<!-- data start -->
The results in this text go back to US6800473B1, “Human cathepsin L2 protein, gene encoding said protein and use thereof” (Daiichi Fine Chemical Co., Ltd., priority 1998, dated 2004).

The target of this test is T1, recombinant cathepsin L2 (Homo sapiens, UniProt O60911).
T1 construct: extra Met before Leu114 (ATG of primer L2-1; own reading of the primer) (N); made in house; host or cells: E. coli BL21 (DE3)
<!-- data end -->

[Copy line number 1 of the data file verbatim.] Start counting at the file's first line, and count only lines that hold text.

The results in this text go back to US6800473B1, “Human cathepsin L2 protein, gene encoding said protein and use thereof” (Daiichi Fine Chemical Co., Ltd., priority 1998, dated 2004).